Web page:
Registration Dossier

Administrative data

Key value for chemical safety assessment

Effects on fertility

Description of key information

In this 2-generation study equivalent to OECD 416, treatment of groups of male and female rats of both the P0 and P1b generations with the test substance at dosages of 1000, 5000 or 10000 ppm, incorporated in the diet, did not cause any significant effects upon mortality, clinical condition, body weight, food consumption or pathological status. There were neither significant adverse effects upon reproductive performance nor development of the pups in the F1a, F1b, F2a or F2b generations (American Cyanamid Company, IZ-430 -001, 1987)

Effect on fertility: via oral route
Endpoint conclusion:
no adverse effect observed
835.65 mg/kg bw/day
Study duration:
chronic
Species:
rat
Effect on fertility: via inhalation route
Endpoint conclusion:
no study available
Effect on fertility: via dermal route
Endpoint conclusion:
no study available
Additional information

In a two generation study equivalent to OECD guideline 416, groups of 25 male and 25 female CD (Sprague-Dawley) rats, forming the P0 generation, were treated with the test substance, by dietary incorporation, at dosages of 0, 1000, 5000 and 10000 ppm (American Cyanamid Company, IZ-430 -001, 1987). The animals were treated for 64 days prior to placement for mating, throughout the two mating periods and until necropsy, approximately 3 weeks after the end of the second mating period. The females were also treated throughout gestation and lactation. On day 21 post partum, the F1b generation litters were weaned and 25 males and 25 females were selected for each group to form the P1b adult generation. These animals were treated with the test substance in a manner identical to that of their parents for at least 78 days prior to mating and provided the F2 generations. The treatment of the P1b generation adult females was continued throughout the mating, gestation and lactation periods. The P1b generation adult males were treated until necropsy, approximately 4 weeks after the end of the second mating period. The F2 generation pups were killed following weaning.

There were no deaths, clinical signs or pathological findings which were considered related to treatment with the test substance.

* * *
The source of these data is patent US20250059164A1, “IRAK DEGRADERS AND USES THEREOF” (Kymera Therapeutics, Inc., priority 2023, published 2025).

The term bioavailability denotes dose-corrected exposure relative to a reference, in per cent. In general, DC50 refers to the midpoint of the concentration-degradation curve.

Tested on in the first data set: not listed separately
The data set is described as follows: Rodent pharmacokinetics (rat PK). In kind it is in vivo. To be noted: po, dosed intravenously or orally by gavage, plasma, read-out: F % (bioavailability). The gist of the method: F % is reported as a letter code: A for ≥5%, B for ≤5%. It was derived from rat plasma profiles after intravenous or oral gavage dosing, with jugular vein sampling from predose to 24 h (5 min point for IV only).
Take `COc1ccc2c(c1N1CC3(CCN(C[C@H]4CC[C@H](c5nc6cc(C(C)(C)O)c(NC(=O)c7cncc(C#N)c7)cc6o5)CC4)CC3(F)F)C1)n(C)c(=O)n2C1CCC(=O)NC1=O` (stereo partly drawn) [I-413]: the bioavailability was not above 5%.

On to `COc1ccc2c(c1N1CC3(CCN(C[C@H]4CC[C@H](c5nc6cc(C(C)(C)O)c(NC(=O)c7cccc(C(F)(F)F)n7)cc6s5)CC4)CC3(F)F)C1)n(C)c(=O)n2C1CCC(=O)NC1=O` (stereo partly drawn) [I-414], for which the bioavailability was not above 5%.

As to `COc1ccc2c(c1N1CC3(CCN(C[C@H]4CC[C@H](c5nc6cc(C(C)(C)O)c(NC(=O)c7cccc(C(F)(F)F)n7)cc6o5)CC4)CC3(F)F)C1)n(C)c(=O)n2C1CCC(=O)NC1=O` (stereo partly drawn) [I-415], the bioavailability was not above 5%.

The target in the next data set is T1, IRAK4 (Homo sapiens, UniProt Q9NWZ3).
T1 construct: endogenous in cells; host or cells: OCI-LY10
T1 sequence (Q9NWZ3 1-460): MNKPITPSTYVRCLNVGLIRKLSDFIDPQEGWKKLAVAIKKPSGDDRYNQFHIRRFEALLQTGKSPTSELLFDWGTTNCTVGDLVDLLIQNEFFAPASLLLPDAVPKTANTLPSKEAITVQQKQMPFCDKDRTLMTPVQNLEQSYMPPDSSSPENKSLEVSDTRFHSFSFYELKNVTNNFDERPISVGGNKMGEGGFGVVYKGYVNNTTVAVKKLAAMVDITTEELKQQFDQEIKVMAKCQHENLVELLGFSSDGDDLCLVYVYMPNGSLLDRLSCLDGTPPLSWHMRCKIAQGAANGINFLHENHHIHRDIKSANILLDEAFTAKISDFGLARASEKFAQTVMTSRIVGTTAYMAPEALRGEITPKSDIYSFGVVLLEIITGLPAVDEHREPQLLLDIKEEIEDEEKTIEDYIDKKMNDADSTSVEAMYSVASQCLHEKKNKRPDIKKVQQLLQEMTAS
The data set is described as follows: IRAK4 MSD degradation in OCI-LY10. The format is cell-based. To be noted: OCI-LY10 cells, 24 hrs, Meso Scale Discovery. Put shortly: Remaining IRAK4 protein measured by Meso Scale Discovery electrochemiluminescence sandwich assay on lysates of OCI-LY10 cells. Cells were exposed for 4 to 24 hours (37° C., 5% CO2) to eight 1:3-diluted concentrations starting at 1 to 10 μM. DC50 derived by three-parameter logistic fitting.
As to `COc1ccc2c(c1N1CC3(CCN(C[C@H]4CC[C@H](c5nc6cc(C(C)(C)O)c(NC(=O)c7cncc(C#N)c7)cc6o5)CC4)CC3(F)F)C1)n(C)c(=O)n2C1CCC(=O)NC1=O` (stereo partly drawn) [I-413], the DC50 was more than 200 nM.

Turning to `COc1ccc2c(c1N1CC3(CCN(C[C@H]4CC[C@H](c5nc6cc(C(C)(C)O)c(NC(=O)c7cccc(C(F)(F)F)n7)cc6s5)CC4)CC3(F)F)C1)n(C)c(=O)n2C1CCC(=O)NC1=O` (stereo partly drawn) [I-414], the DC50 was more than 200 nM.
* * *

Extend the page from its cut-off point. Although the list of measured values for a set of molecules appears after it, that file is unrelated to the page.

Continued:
Treatment with the test substance did not affect either the body weights or the food intake of the males and females. The range of weekly achieved intakes of test substance in the 1000, 5000 and 10000 ppm groups, respectively, was as follows: P0 generation males 74.3, 380.5 and 738 mg/kg bw/day; P0 generation females 94.3, 471.2 and 933.3 mg/kg bw/day; P1b generation males 83.8, 418.4 and 849.9 mg/kg bw/day; P1b generation females 102, 515.3 and 1026.4 mg/kg bw/day.

The conception rate for the first mating period of the P0 generation at the 10000 ppm level was significantly (P < 0.05) decreased. Taking values for the second mating period into consideration in combination with values of the first mating period indicates this not to be of toxicological significance. There were no significant differences in the fertility indices, day of mating or other parameters of parental performance. There were marked inter-group variations in the incidence of dead pups at birth which on occasion attained statistical significance; however, there was no consistent trend indicative of a treatment relationship. Other parameters of maternal performance including gestation index, length of gestation, number-of live pups at birth and sex ratio were similar to control values.

The viability, survival and lactation indices were unaffected, as was the clinical condition of the pups in the treated groups. On all but one occasion, the pup body weights in the treated groups were not significantly different from control values. There were no pathological findings related to treatment.

Treatment of groups of male and female rats of both the P0 and P1b generations did not cause any significant effects upon mortality, clinical condition, body weight, food consumption or pathological status. Neither were there significant adverse effects upon reproductive performance nor development of the pups in the F1a, F1b, F2a or F2b generations.

In conclusion, there were no treatment related signs of systemic toxicity and no adverse effects on reproductive performance or pup development at dietary levels up to 10000 ppm, the highest dose tested.

Justification for classification or non-classification

The available study is reliable and suitable for classification purposes under Regulation 1272/2008. As a result the substance does not need to be classified and labelled for reproductive toxicity under Regulation (EC) No 1272/2008, as amended for the ninth time in Regulation EC No 2016/1179.